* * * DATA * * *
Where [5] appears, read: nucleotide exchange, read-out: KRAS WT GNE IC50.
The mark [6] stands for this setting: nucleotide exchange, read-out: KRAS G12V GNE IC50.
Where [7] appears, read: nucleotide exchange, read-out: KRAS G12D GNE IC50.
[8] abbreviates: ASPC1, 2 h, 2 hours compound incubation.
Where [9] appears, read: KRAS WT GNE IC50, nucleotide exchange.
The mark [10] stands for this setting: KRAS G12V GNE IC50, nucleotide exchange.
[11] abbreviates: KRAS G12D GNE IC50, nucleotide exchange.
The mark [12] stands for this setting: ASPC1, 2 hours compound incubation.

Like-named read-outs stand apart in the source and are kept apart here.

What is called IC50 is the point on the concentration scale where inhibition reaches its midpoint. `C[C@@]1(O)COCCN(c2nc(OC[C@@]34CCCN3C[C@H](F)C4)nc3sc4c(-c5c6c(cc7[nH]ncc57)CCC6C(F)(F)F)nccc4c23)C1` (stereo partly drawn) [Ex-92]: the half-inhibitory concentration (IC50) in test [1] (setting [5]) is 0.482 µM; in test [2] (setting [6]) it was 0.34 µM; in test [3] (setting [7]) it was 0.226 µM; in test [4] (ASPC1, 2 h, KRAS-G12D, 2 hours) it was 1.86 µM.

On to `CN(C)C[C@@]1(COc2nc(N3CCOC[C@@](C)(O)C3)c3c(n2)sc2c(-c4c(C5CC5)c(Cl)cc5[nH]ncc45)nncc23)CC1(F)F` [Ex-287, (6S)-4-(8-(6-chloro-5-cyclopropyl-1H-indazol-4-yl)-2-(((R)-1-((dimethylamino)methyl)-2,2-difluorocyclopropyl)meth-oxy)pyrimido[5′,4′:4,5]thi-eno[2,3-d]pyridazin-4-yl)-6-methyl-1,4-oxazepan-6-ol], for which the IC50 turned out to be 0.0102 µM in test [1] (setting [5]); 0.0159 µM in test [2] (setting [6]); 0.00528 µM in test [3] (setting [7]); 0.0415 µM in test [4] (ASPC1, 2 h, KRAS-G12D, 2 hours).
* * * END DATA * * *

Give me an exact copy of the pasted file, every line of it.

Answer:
Where [5] appears, read: nucleotide exchange, read-out: KRAS WT GNE IC50.
The mark [6] stands for this setting: nucleotide exchange, read-out: KRAS G12V GNE IC50.
Where [7] appears, read: nucleotide exchange, read-out: KRAS G12D GNE IC50.
[8] abbreviates: ASPC1, 2 h, 2 hours compound incubation.
Where [9] appears, read: KRAS WT GNE IC50, nucleotide exchange.
The mark [10] stands for this setting: KRAS G12V GNE IC50, nucleotide exchange.
[11] abbreviates: KRAS G12D GNE IC50, nucleotide exchange.
The mark [12] stands for this setting: ASPC1, 2 hours compound incubation.

Like-named read-outs stand apart in the source and are kept apart here.

What is called IC50 is the point on the concentration scale where inhibition reaches its midpoint. `C[C@@]1(O)COCCN(c2nc(OC[C@@]34CCCN3C[C@H](F)C4)nc3sc4c(-c5c6c(cc7[nH]ncc57)CCC6C(F)(F)F)nccc4c23)C1` (stereo partly drawn) [Ex-92]: the half-inhibitory concentration (IC50) in test [1] (setting [5]) is 0.482 µM; in test [2] (setting [6]) it was 0.34 µM; in test [3] (setting [7]) it was 0.226 µM; in test [4] (ASPC1, 2 h, KRAS-G12D, 2 hours) it was 1.86 µM.

On to `CN(C)C[C@@]1(COc2nc(N3CCOC[C@@](C)(O)C3)c3c(n2)sc2c(-c4c(C5CC5)c(Cl)cc5[nH]ncc45)nncc23)CC1(F)F` [Ex-287, (6S)-4-(8-(6-chloro-5-cyclopropyl-1H-indazol-4-yl)-2-(((R)-1-((dimethylamino)methyl)-2,2-difluorocyclopropyl)meth-oxy)pyrimido[5′,4′:4,5]thi-eno[2,3-d]pyridazin-4-yl)-6-methyl-1,4-oxazepan-6-ol], for which the IC50 turned out to be 0.0102 µM in test [1] (setting [5]); 0.0159 µM in test [2] (setting [6]); 0.00528 µM in test [3] (setting [7]); 0.0415 µM in test [4] (ASPC1, 2 h, KRAS-G12D, 2 hours).